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  1. Steerpike
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    Steerpike Felis amatus Supporter Contributor

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    Profanity-Scrubbing Apps

    Discussion in 'Debate Room' started by Steerpike, Mar 25, 2015.

    Chuck Wendig has a post about this here: http://terribleminds.com/ramble/2015/03/25/fuck-you-clean-reader-authorial-consent-matters/

    Personally, I disagree with Chuck here. Once someone buys a copy of a work, they should be able to do whatever they like with their personal copy (this doesn't, of course, include making more copies and distributing them). In the digital publishing age, it seems authors and publishers are reaching out to exert more and more post-sale control, something they could never have done in the past.
     
  2. Adenosine Triphosphate
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    Adenosine Triphosphate Old Scratch Contributor

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    Honestly, I use a lot of cursing in my stories too, but this article strikes me as rather histrionic.
     
  3. A.M.P.
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    A.M.P. People Buy My Books for the Bio Photo Supporter Contributor

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    If people have such an aversion to profanity,
    They really ought to live in their homes.

    I get you may not like it, but usually the profanity isn't excessive or plain vulgar.
    And some of those "clean" changes like Bitch to Witch is kinda offensive (As the article mentions)
     
  4. ChickenFreak
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    ChickenFreak Contributing Member Contributor

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    I wouldn't argue that it should be illegal, but I would argue that it's just plain wrong and I wouldn't be caught dead buying any other product from the company that makes it. And if any school, library, or other content provider tried to use it by default, I would absolutely consider that to be an actionable copyright violation. I only see it as copyright legal if the owner of a copy takes specific action to obtain and enable the software for their own personal reading. Anyone else who does, including a school that turns it on for students, is distributing a derivative work.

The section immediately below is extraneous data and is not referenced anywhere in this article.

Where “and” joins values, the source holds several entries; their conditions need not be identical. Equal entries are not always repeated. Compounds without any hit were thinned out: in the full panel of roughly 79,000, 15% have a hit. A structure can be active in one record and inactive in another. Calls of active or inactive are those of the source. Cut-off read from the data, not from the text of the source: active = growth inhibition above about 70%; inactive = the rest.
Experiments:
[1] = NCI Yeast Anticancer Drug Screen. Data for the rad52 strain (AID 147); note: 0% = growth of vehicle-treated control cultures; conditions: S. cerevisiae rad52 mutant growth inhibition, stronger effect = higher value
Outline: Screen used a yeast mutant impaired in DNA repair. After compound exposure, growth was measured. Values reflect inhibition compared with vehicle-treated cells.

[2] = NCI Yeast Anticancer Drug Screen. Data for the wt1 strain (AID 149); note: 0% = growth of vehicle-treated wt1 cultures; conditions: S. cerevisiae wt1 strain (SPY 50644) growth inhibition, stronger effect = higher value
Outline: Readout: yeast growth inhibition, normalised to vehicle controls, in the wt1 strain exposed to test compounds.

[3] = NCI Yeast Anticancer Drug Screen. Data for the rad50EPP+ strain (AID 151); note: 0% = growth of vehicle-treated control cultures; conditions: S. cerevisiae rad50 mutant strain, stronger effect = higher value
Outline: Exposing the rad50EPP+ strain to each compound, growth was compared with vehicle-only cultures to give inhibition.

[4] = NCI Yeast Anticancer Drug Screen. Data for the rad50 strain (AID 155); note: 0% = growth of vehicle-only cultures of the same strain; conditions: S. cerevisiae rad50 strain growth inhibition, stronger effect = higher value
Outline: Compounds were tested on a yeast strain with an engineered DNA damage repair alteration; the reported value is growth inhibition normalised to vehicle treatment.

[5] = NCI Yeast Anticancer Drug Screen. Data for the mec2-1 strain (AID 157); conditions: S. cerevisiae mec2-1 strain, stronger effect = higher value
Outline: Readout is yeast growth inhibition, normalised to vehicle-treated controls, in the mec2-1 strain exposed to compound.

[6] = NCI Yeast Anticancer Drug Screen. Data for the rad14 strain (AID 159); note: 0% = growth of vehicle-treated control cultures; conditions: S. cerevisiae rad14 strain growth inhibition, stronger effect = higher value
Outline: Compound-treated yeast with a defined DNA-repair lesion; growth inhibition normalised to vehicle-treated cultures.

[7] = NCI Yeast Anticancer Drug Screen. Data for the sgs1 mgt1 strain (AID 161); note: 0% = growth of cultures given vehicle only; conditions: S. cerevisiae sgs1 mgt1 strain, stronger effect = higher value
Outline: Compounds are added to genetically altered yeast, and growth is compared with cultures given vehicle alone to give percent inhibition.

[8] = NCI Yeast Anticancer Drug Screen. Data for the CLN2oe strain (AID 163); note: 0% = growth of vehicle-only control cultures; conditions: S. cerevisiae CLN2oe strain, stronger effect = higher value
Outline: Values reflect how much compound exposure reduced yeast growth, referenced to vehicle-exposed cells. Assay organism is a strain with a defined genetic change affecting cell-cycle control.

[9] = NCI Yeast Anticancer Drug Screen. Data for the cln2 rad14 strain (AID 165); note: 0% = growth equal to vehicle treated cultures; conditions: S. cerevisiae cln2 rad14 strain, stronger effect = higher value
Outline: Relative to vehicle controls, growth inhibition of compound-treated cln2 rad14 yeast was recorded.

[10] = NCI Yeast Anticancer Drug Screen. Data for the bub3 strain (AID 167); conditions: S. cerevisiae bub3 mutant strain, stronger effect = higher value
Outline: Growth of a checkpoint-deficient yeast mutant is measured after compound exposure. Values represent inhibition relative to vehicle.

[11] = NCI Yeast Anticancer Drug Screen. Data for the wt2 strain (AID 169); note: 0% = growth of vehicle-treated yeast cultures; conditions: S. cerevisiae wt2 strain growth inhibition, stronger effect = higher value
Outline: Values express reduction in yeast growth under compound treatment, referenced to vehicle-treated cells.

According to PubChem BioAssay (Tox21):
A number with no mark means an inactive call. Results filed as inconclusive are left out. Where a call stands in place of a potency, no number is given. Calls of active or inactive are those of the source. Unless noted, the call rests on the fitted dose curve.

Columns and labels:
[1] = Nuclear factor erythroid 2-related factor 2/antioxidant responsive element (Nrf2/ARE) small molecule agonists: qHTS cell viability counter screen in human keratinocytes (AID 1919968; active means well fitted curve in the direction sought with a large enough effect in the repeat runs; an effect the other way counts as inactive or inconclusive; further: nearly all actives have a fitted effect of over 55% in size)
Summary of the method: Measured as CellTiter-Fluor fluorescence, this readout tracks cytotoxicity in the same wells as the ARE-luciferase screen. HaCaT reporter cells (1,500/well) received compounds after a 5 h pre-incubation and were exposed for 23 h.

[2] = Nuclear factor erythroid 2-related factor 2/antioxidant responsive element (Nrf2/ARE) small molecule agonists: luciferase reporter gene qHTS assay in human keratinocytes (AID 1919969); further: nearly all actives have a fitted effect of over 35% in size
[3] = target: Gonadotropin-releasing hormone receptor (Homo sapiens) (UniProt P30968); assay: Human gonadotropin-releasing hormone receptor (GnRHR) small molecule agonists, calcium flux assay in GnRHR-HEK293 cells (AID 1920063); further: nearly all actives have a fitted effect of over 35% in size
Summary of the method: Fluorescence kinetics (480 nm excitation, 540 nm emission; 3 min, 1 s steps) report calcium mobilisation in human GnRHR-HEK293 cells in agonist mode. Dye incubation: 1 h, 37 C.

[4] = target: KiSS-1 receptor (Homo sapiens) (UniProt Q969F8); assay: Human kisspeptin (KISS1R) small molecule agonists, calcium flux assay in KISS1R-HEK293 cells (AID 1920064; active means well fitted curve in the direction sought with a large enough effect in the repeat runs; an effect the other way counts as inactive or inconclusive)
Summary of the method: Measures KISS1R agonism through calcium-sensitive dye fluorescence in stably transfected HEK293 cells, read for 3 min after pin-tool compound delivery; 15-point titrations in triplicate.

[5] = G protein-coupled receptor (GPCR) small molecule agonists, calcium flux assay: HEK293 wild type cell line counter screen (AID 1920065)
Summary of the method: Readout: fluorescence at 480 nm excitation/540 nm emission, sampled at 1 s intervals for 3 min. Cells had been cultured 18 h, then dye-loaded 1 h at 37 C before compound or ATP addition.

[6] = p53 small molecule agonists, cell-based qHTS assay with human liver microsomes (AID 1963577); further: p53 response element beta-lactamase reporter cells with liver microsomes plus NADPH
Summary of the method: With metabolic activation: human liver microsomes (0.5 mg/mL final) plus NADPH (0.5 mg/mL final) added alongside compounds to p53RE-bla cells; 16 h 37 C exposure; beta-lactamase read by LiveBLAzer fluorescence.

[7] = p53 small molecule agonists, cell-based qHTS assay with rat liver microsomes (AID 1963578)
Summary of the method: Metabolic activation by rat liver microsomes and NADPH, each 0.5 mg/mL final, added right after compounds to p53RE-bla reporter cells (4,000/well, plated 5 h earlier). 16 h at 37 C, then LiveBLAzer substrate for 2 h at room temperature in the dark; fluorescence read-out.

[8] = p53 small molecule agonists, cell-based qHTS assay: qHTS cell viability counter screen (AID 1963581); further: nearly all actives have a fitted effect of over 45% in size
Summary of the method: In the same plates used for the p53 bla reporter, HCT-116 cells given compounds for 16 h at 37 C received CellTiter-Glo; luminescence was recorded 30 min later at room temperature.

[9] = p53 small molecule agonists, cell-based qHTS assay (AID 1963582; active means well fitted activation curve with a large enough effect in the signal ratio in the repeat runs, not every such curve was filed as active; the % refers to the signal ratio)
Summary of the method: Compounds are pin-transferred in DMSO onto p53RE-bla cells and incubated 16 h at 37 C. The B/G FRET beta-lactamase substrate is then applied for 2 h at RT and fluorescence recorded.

And if there is someone that makes "dirty reader", as was joked about in the quoted tweet, I might find a reason to buy products from that company.
     
  5. Steerpike
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    Steerpike Felis amatus Supporter Contributor

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    Yeah I think anyone distributing an edited work has a copyright problem. For one's own use, this is less problematic than taking a marker and marking up a personal copy.
     
  6. ChickenFreak
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    ChickenFreak Contributing Member Contributor

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    I wouldn't say "less" problematic. I would say somewhat more problematic, since the process of reading an electronic work does involve copying it (from disk to memory, from memory to screen, etc.), and some people have tried lots of legal sophistry to try to claim that that means that copyright controls continue to apply after purchase. The process of defacing a printed book that you then keep does not involve copying or distribution, so it's none of copyright's business.

    But I would say that a sensible court should regard them as both the same. Probably.
     
  7. Steerpike
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    Steerpike Felis amatus Supporter Contributor

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    @ChickenFreak I don't think this should be prohibited by copyright law, and I can think of some arguments why it wouldn't be. However, when I said it was less problematic, I meant from the perspective of the author. All this program does is put an overlay over the work on a given user's own device, when the user has chosen to install the software. It doesn't change the underlying work, and of course neither the user nor software developers can distribute modified works.

    When you take a marker and black out certain words, or do anything else to your physical copy of a book, that copy can go back into circulation through used bookstores, eBay, and so on. I don't think either of those things are problematic, but if authors are going to get upset about either, it makes more sense to be upset about physical alterations to a book that can go back into the stream of commerce than what one person is doing when they display the book to themselves on their own device in the privacy of their own home.
     
  8. minstrel
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    minstrel Leader of the Insquirrelgency Staff Supporter Contributor

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    I won't get into the legalities of this, because I'm not qualified to. But I kinda hate it. To me, it's like saying, "I like women with handlebar mustaches," and you buy a print of the Mona Lisa, draw a mustache on her face, and hang her in your living room. Then, someone comes along and says, "I've developed software that automatically puts handlebar mustaches on women's faces in all works of art you have." You buy it, and suddenly your house is draped with a mustached Venus de Milo, a mustached Botticelli's The Birth of Venus, various versions of mustached Pietas, mustached Playmates of the Month, etc. This is not illegal, but it is a Bad Thing and it would creep me out.

    Ugh.
     
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